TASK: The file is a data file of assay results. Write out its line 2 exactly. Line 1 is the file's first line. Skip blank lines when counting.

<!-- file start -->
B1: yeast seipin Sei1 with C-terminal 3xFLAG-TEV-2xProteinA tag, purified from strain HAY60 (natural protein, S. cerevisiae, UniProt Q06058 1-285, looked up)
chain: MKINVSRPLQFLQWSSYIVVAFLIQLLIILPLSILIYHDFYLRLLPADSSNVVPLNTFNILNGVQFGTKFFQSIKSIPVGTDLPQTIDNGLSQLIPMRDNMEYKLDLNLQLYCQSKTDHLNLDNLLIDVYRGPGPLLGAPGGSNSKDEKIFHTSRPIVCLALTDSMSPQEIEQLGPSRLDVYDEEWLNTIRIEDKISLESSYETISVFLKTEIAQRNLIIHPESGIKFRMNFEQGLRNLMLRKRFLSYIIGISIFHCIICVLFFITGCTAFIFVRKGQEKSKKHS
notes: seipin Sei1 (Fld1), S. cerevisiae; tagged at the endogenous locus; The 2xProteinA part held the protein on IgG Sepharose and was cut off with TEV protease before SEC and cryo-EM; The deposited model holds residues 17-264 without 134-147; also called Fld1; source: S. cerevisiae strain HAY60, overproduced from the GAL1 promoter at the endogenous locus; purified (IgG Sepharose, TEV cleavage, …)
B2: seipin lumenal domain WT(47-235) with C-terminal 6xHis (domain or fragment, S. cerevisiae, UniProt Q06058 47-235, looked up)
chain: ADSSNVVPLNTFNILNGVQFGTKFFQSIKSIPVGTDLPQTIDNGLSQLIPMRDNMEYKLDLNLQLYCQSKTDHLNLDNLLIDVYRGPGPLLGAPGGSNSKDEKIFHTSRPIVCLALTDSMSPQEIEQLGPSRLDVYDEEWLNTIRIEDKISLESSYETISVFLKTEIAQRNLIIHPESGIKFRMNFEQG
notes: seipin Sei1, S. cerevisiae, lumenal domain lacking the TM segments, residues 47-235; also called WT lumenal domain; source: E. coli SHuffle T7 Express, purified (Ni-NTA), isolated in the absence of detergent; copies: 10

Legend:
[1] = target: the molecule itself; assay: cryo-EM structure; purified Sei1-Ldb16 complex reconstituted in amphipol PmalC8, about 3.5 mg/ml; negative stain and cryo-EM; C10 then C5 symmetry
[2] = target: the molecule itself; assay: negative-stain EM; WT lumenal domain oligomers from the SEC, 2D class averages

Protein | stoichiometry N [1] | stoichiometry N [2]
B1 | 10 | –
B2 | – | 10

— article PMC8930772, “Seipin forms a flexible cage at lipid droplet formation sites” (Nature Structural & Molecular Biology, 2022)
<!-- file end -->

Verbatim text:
chain: MKINVSRPLQFLQWSSYIVVAFLIQLLIILPLSILIYHDFYLRLLPADSSNVVPLNTFNILNGVQFGTKFFQSIKSIPVGTDLPQTIDNGLSQLIPMRDNMEYKLDLNLQLYCQSKTDHLNLDNLLIDVYRGPGPLLGAPGGSNSKDEKIFHTSRPIVCLALTDSMSPQEIEQLGPSRLDVYDEEWLNTIRIEDKISLESSYETISVFLKTEIAQRNLIIHPESGIKFRMNFEQGLRNLMLRKRFLSYIIGISIFHCIICVLFFITGCTAFIFVRKGQEKSKKHS